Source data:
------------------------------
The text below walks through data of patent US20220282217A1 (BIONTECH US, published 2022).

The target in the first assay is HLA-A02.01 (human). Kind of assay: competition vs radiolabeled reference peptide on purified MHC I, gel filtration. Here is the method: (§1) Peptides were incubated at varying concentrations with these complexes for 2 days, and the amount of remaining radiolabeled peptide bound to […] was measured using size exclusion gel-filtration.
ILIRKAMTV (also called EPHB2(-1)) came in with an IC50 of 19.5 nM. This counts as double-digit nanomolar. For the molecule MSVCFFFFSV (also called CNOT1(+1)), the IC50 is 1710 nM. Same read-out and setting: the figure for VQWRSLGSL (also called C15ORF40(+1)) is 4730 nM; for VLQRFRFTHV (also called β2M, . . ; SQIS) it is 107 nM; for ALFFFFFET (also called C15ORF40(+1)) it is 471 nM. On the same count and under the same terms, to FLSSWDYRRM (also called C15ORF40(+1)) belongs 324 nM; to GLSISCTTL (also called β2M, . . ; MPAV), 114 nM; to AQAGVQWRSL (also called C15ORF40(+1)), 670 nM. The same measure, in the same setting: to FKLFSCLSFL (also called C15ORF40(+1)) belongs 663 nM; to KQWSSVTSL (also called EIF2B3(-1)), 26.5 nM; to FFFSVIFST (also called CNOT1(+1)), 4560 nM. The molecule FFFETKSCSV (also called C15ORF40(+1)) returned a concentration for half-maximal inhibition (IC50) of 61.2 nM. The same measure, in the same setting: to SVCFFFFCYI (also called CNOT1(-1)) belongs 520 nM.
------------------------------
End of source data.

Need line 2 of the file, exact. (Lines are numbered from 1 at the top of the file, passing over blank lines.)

The target in the first assay is HLA-A02.01 (human). Kind of assay: competition vs radiolabeled reference peptide on purified MHC I, gel filtration. Here is the method: (§1) Peptides were incubated at varying concentrations with these complexes for 2 days, and the amount of remaining radiolabeled peptide bound to […] was measured using size exclusion gel-filtration.